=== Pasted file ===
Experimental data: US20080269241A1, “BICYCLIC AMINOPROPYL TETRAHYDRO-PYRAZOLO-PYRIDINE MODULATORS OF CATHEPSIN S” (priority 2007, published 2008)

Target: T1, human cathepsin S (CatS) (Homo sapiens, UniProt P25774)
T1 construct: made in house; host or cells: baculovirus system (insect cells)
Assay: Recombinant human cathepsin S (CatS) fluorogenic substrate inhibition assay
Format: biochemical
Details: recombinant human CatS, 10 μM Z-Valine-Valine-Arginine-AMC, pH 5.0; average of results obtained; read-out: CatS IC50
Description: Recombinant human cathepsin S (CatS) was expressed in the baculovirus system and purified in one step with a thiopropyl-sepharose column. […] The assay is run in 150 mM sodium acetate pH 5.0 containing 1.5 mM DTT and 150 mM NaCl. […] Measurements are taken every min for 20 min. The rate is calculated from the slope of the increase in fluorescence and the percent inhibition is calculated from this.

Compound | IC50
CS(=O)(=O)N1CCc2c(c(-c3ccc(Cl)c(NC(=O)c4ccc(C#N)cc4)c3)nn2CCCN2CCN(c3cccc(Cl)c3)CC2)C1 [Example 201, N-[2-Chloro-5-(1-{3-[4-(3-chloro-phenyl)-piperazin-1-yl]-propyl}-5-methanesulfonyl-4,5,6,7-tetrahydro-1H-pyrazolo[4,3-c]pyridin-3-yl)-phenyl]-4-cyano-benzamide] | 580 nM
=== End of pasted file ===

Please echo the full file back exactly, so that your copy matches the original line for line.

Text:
Experimental data: US20080269241A1, “BICYCLIC AMINOPROPYL TETRAHYDRO-PYRAZOLO-PYRIDINE MODULATORS OF CATHEPSIN S” (priority 2007, published 2008)

Target: T1, human cathepsin S (CatS) (Homo sapiens, UniProt P25774)
T1 construct: made in house; host or cells: baculovirus system (insect cells)
Assay: Recombinant human cathepsin S (CatS) fluorogenic substrate inhibition assay
Format: biochemical
Details: recombinant human CatS, 10 μM Z-Valine-Valine-Arginine-AMC, pH 5.0; average of results obtained; read-out: CatS IC50
Description: Recombinant human cathepsin S (CatS) was expressed in the baculovirus system and purified in one step with a thiopropyl-sepharose column. […] The assay is run in 150 mM sodium acetate pH 5.0 containing 1.5 mM DTT and 150 mM NaCl. […] Measurements are taken every min for 20 min. The rate is calculated from the slope of the increase in fluorescence and the percent inhibition is calculated from this.

Compound | IC50
CS(=O)(=O)N1CCc2c(c(-c3ccc(Cl)c(NC(=O)c4ccc(C#N)cc4)c3)nn2CCCN2CCN(c3cccc(Cl)c3)CC2)C1 [Example 201, N-[2-Chloro-5-(1-{3-[4-(3-chloro-phenyl)-piperazin-1-yl]-propyl}-5-methanesulfonyl-4,5,6,7-tetrahydro-1H-pyrazolo[4,3-c]pyridin-3-yl)-phenyl]-4-cyano-benzamide] | 580 nM